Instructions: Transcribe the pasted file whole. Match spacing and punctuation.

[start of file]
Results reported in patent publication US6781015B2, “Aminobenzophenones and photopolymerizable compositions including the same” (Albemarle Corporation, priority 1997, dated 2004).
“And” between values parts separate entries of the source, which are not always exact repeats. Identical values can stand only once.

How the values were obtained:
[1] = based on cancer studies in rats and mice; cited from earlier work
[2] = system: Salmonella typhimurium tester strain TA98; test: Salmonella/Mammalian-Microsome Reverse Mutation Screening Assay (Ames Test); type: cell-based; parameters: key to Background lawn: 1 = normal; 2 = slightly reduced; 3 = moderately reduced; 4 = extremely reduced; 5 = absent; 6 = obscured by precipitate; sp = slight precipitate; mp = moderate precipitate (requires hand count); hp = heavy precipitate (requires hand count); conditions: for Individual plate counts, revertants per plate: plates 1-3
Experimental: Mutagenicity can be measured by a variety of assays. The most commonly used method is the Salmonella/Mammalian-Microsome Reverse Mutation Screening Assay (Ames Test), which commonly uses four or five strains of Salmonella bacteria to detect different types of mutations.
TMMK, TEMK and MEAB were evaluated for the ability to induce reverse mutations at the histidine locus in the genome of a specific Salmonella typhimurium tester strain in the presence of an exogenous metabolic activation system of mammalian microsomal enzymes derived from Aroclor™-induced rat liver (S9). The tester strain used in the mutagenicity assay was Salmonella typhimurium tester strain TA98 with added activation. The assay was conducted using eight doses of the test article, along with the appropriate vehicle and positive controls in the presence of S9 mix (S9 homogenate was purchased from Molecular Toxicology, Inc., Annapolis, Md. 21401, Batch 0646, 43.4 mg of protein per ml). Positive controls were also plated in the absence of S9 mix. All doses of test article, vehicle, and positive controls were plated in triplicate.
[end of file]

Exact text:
Results reported in patent publication US6781015B2, “Aminobenzophenones and photopolymerizable compositions including the same” (Albemarle Corporation, priority 1997, dated 2004).
“And” between values parts separate entries of the source, which are not always exact repeats. Identical values can stand only once.

How the values were obtained:
[1] = based on cancer studies in rats and mice; cited from earlier work
[2] = system: Salmonella typhimurium tester strain TA98; test: Salmonella/Mammalian-Microsome Reverse Mutation Screening Assay (Ames Test); type: cell-based; parameters: key to Background lawn: 1 = normal; 2 = slightly reduced; 3 = moderately reduced; 4 = extremely reduced; 5 = absent; 6 = obscured by precipitate; sp = slight precipitate; mp = moderate precipitate (requires hand count); hp = heavy precipitate (requires hand count); conditions: for Individual plate counts, revertants per plate: plates 1-3
Experimental: Mutagenicity can be measured by a variety of assays. The most commonly used method is the Salmonella/Mammalian-Microsome Reverse Mutation Screening Assay (Ames Test), which commonly uses four or five strains of Salmonella bacteria to detect different types of mutations.
TMMK, TEMK and MEAB were evaluated for the ability to induce reverse mutations at the histidine locus in the genome of a specific Salmonella typhimurium tester strain in the presence of an exogenous metabolic activation system of mammalian microsomal enzymes derived from Aroclor™-induced rat liver (S9). The tester strain used in the mutagenicity assay was Salmonella typhimurium tester strain TA98 with added activation. The assay was conducted using eight doses of the test article, along with the appropriate vehicle and positive controls in the presence of S9 mix (S9 homogenate was purchased from Molecular Toxicology, Inc., Annapolis, Md. 21401, Batch 0646, 43.4 mg of protein per ml). Positive controls were also plated in the absence of S9 mix. All doses of test article, vehicle, and positive controls were plated in triplicate.